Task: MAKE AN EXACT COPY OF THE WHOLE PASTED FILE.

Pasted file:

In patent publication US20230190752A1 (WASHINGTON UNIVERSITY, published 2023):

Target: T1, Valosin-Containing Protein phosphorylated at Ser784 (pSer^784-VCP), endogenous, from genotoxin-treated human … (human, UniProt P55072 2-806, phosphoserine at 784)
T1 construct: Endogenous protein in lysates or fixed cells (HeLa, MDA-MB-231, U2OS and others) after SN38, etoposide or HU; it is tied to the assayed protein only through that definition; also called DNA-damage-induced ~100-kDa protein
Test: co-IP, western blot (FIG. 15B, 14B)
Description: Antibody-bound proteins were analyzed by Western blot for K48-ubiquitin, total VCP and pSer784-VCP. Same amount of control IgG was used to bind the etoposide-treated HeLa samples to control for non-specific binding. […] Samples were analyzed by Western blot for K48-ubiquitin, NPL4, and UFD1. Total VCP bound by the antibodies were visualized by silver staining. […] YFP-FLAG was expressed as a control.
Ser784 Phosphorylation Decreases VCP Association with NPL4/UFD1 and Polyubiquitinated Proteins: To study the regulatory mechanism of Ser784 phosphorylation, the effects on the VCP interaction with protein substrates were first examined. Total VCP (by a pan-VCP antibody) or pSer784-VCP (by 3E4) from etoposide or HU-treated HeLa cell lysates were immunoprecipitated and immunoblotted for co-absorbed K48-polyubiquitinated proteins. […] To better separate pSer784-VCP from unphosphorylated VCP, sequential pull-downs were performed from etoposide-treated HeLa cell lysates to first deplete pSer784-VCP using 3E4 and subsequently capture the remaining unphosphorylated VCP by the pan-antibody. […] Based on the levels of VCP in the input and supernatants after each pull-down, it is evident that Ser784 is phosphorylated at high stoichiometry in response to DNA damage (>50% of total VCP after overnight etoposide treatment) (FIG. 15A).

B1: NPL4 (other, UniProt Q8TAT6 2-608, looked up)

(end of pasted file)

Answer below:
In patent publication US20230190752A1 (WASHINGTON UNIVERSITY, published 2023):

Target: T1, Valosin-Containing Protein phosphorylated at Ser784 (pSer^784-VCP), endogenous, from genotoxin-treated human … (human, UniProt P55072 2-806, phosphoserine at 784)
T1 construct: Endogenous protein in lysates or fixed cells (HeLa, MDA-MB-231, U2OS and others) after SN38, etoposide or HU; it is tied to the assayed protein only through that definition; also called DNA-damage-induced ~100-kDa protein
Test: co-IP, western blot (FIG. 15B, 14B)
Description: Antibody-bound proteins were analyzed by Western blot for K48-ubiquitin, total VCP and pSer784-VCP. Same amount of control IgG was used to bind the etoposide-treated HeLa samples to control for non-specific binding. […] Samples were analyzed by Western blot for K48-ubiquitin, NPL4, and UFD1. Total VCP bound by the antibodies were visualized by silver staining. […] YFP-FLAG was expressed as a control.
Ser784 Phosphorylation Decreases VCP Association with NPL4/UFD1 and Polyubiquitinated Proteins: To study the regulatory mechanism of Ser784 phosphorylation, the effects on the VCP interaction with protein substrates were first examined. Total VCP (by a pan-VCP antibody) or pSer784-VCP (by 3E4) from etoposide or HU-treated HeLa cell lysates were immunoprecipitated and immunoblotted for co-absorbed K48-polyubiquitinated proteins. […] To better separate pSer784-VCP from unphosphorylated VCP, sequential pull-downs were performed from etoposide-treated HeLa cell lysates to first deplete pSer784-VCP using 3E4 and subsequently capture the remaining unphosphorylated VCP by the pan-antibody. […] Based on the levels of VCP in the input and supernatants after each pull-down, it is evident that Ser784 is phosphorylated at high stoichiometry in response to DNA damage (>50% of total VCP after overnight etoposide treatment) (FIG. 15A).

B1: NPL4 (other, UniProt Q8TAT6 2-608, looked up)